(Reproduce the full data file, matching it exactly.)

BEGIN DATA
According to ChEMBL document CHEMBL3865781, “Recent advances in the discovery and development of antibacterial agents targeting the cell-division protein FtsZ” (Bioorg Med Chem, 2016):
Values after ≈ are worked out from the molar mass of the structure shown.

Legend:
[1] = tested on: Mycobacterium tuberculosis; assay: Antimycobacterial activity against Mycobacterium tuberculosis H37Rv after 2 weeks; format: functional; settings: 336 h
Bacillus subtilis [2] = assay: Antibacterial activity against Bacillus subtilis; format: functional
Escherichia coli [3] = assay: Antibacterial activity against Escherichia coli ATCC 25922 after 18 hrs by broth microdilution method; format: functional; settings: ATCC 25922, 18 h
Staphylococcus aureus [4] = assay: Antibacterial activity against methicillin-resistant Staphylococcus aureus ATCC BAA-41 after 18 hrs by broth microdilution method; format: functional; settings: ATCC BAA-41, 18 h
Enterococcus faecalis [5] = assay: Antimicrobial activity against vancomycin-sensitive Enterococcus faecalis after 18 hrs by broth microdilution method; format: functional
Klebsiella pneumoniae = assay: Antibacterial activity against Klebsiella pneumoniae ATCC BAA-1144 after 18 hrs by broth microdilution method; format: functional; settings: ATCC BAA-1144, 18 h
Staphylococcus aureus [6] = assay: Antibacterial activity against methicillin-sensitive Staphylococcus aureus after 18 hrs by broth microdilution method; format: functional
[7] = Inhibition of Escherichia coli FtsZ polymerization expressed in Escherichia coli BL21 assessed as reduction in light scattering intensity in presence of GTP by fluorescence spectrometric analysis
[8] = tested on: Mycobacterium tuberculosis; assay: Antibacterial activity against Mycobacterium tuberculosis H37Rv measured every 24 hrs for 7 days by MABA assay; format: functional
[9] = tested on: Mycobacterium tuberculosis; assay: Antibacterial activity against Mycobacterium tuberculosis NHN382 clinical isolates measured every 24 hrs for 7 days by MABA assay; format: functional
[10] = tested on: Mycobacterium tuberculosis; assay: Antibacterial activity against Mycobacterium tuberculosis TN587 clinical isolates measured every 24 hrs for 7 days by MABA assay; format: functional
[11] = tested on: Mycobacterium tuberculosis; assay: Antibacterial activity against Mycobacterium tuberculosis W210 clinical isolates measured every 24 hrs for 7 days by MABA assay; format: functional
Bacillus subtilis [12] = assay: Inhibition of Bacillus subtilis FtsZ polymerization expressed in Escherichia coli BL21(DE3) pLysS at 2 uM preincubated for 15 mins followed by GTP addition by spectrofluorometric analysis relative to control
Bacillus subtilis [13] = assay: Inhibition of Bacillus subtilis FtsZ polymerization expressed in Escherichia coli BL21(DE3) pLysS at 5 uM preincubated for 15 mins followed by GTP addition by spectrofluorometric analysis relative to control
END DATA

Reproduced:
According to ChEMBL document CHEMBL3865781, “Recent advances in the discovery and development of antibacterial agents targeting the cell-division protein FtsZ” (Bioorg Med Chem, 2016):
Values after ≈ are worked out from the molar mass of the structure shown.

Legend:
[1] = tested on: Mycobacterium tuberculosis; assay: Antimycobacterial activity against Mycobacterium tuberculosis H37Rv after 2 weeks; format: functional; settings: 336 h
Bacillus subtilis [2] = assay: Antibacterial activity against Bacillus subtilis; format: functional
Escherichia coli [3] = assay: Antibacterial activity against Escherichia coli ATCC 25922 after 18 hrs by broth microdilution method; format: functional; settings: ATCC 25922, 18 h
Staphylococcus aureus [4] = assay: Antibacterial activity against methicillin-resistant Staphylococcus aureus ATCC BAA-41 after 18 hrs by broth microdilution method; format: functional; settings: ATCC BAA-41, 18 h
Enterococcus faecalis [5] = assay: Antimicrobial activity against vancomycin-sensitive Enterococcus faecalis after 18 hrs by broth microdilution method; format: functional
Klebsiella pneumoniae = assay: Antibacterial activity against Klebsiella pneumoniae ATCC BAA-1144 after 18 hrs by broth microdilution method; format: functional; settings: ATCC BAA-1144, 18 h
Staphylococcus aureus [6] = assay: Antibacterial activity against methicillin-sensitive Staphylococcus aureus after 18 hrs by broth microdilution method; format: functional
[7] = Inhibition of Escherichia coli FtsZ polymerization expressed in Escherichia coli BL21 assessed as reduction in light scattering intensity in presence of GTP by fluorescence spectrometric analysis
[8] = tested on: Mycobacterium tuberculosis; assay: Antibacterial activity against Mycobacterium tuberculosis H37Rv measured every 24 hrs for 7 days by MABA assay; format: functional
[9] = tested on: Mycobacterium tuberculosis; assay: Antibacterial activity against Mycobacterium tuberculosis NHN382 clinical isolates measured every 24 hrs for 7 days by MABA assay; format: functional
[10] = tested on: Mycobacterium tuberculosis; assay: Antibacterial activity against Mycobacterium tuberculosis TN587 clinical isolates measured every 24 hrs for 7 days by MABA assay; format: functional
[11] = tested on: Mycobacterium tuberculosis; assay: Antibacterial activity against Mycobacterium tuberculosis W210 clinical isolates measured every 24 hrs for 7 days by MABA assay; format: functional
Bacillus subtilis [12] = assay: Inhibition of Bacillus subtilis FtsZ polymerization expressed in Escherichia coli BL21(DE3) pLysS at 2 uM preincubated for 15 mins followed by GTP addition by spectrofluorometric analysis relative to control
Bacillus subtilis [13] = assay: Inhibition of Bacillus subtilis FtsZ polymerization expressed in Escherichia coli BL21(DE3) pLysS at 5 uM preincubated for 15 mins followed by GTP addition by spectrofluorometric analysis relative to control